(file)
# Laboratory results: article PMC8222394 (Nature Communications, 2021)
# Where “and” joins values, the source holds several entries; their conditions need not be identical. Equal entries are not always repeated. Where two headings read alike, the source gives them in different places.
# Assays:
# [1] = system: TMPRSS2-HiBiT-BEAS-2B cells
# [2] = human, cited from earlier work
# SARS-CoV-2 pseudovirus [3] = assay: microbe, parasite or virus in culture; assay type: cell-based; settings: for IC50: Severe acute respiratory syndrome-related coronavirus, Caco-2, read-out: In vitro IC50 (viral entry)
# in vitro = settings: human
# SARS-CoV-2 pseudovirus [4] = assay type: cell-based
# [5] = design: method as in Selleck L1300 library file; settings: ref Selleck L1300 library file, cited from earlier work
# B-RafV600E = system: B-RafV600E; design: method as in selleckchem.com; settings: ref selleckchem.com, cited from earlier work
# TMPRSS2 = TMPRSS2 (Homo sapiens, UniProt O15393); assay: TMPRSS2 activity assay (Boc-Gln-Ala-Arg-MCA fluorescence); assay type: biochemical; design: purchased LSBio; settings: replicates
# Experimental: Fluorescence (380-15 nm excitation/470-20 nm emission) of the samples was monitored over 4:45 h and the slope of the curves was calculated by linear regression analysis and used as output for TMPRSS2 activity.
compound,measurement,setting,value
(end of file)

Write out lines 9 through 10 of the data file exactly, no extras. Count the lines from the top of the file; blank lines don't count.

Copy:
# [5] = design: method as in Selleck L1300 library file; settings: ref Selleck L1300 library file, cited from earlier work
# B-RafV600E = system: B-RafV600E; design: method as in selleckchem.com; settings: ref selleckchem.com, cited from earlier work